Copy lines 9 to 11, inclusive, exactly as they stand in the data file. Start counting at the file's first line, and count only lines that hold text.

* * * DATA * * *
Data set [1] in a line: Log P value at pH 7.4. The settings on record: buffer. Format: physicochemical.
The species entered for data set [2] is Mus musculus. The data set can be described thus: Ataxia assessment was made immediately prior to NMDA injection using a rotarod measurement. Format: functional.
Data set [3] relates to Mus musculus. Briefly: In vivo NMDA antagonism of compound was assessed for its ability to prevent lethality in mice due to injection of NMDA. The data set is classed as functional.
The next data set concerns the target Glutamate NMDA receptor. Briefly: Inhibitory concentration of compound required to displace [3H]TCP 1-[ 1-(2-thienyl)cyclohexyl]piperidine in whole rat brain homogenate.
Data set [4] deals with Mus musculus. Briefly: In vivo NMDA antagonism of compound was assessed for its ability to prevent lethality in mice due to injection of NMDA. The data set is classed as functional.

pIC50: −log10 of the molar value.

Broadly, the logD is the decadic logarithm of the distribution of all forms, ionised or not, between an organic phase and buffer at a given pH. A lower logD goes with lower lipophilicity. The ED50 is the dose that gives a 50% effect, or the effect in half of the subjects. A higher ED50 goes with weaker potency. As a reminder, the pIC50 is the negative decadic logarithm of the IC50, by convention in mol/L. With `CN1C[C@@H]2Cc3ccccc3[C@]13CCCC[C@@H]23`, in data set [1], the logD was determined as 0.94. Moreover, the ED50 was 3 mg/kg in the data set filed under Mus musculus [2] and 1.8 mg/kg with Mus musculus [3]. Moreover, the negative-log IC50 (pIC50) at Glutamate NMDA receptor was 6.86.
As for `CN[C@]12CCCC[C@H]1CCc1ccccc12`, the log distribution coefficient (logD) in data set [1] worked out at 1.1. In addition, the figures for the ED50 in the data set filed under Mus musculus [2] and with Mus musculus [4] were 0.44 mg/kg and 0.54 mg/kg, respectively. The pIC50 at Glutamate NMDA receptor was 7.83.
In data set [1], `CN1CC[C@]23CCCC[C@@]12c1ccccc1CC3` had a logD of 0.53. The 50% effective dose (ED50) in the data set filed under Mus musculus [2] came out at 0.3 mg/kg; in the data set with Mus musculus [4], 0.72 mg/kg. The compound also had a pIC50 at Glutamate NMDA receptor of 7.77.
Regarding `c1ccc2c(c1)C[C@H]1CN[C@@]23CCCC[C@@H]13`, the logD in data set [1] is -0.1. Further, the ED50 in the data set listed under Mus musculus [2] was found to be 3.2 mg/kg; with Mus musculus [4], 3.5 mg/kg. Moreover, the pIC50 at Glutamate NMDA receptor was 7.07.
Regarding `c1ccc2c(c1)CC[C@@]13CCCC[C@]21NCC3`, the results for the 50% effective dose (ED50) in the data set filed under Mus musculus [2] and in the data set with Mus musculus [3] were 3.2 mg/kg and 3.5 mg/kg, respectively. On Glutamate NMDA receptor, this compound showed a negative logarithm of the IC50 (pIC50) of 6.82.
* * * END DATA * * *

In data set [1], `CN1CC[C@]23CCCC[C@@]12c1ccccc1CC3` had a logD of 0.53. The 50% effective dose (ED50) in the data set filed under Mus musculus [2] came out at 0.3 mg/kg; in the data set with Mus musculus [4], 0.72 mg/kg. The compound also had a pIC50 at Glutamate NMDA receptor of 7.77.
Regarding `c1ccc2c(c1)C[C@H]1CN[C@@]23CCCC[C@@H]13`, the logD in data set [1] is -0.1. Further, the ED50 in the data set listed under Mus musculus [2] was found to be 3.2 mg/kg; with Mus musculus [4], 3.5 mg/kg. Moreover, the pIC50 at Glutamate NMDA receptor was 7.07.
Regarding `c1ccc2c(c1)CC[C@@]13CCCC[C@]21NCC3`, the results for the 50% effective dose (ED50) in the data set filed under Mus musculus [2] and in the data set with Mus musculus [3] were 3.2 mg/kg and 3.5 mg/kg, respectively. On Glutamate NMDA receptor, this compound showed a negative logarithm of the IC50 (pIC50) of 6.82.